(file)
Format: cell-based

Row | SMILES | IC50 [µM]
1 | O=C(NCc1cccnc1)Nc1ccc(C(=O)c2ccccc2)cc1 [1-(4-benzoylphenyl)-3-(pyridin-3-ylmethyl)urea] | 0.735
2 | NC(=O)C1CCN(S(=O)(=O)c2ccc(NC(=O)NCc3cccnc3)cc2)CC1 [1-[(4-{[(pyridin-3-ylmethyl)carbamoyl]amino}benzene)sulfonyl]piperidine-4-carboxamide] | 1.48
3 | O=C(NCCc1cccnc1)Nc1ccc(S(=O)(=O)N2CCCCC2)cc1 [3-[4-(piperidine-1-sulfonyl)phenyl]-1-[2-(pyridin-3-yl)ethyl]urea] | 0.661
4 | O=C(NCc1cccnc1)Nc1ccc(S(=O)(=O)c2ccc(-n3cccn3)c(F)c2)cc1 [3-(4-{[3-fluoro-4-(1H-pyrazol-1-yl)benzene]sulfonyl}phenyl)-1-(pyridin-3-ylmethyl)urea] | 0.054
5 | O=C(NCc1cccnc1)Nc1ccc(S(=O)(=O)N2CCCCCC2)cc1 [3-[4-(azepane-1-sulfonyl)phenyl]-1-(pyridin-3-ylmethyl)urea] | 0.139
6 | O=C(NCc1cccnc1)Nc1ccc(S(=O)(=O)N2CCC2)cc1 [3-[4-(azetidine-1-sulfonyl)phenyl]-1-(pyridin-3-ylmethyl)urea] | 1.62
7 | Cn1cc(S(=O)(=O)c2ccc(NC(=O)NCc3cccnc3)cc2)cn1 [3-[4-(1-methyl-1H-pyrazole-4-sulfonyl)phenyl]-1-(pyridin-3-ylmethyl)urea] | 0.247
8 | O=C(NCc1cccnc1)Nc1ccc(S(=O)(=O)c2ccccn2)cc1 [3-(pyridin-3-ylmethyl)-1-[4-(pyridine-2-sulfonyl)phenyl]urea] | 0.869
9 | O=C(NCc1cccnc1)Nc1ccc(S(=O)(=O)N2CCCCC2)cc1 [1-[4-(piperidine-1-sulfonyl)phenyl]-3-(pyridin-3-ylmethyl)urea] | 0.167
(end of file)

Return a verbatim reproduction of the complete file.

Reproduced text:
Format: cell-based

Row | SMILES | IC50 [µM]
1 | O=C(NCc1cccnc1)Nc1ccc(C(=O)c2ccccc2)cc1 [1-(4-benzoylphenyl)-3-(pyridin-3-ylmethyl)urea] | 0.735
2 | NC(=O)C1CCN(S(=O)(=O)c2ccc(NC(=O)NCc3cccnc3)cc2)CC1 [1-[(4-{[(pyridin-3-ylmethyl)carbamoyl]amino}benzene)sulfonyl]piperidine-4-carboxamide] | 1.48
3 | O=C(NCCc1cccnc1)Nc1ccc(S(=O)(=O)N2CCCCC2)cc1 [3-[4-(piperidine-1-sulfonyl)phenyl]-1-[2-(pyridin-3-yl)ethyl]urea] | 0.661
4 | O=C(NCc1cccnc1)Nc1ccc(S(=O)(=O)c2ccc(-n3cccn3)c(F)c2)cc1 [3-(4-{[3-fluoro-4-(1H-pyrazol-1-yl)benzene]sulfonyl}phenyl)-1-(pyridin-3-ylmethyl)urea] | 0.054
5 | O=C(NCc1cccnc1)Nc1ccc(S(=O)(=O)N2CCCCCC2)cc1 [3-[4-(azepane-1-sulfonyl)phenyl]-1-(pyridin-3-ylmethyl)urea] | 0.139
6 | O=C(NCc1cccnc1)Nc1ccc(S(=O)(=O)N2CCC2)cc1 [3-[4-(azetidine-1-sulfonyl)phenyl]-1-(pyridin-3-ylmethyl)urea] | 1.62
7 | Cn1cc(S(=O)(=O)c2ccc(NC(=O)NCc3cccnc3)cc2)cn1 [3-[4-(1-methyl-1H-pyrazole-4-sulfonyl)phenyl]-1-(pyridin-3-ylmethyl)urea] | 0.247
8 | O=C(NCc1cccnc1)Nc1ccc(S(=O)(=O)c2ccccn2)cc1 [3-(pyridin-3-ylmethyl)-1-[4-(pyridine-2-sulfonyl)phenyl]urea] | 0.869
9 | O=C(NCc1cccnc1)Nc1ccc(S(=O)(=O)N2CCCCC2)cc1 [1-[4-(piperidine-1-sulfonyl)phenyl]-3-(pyridin-3-ylmethyl)urea] | 0.167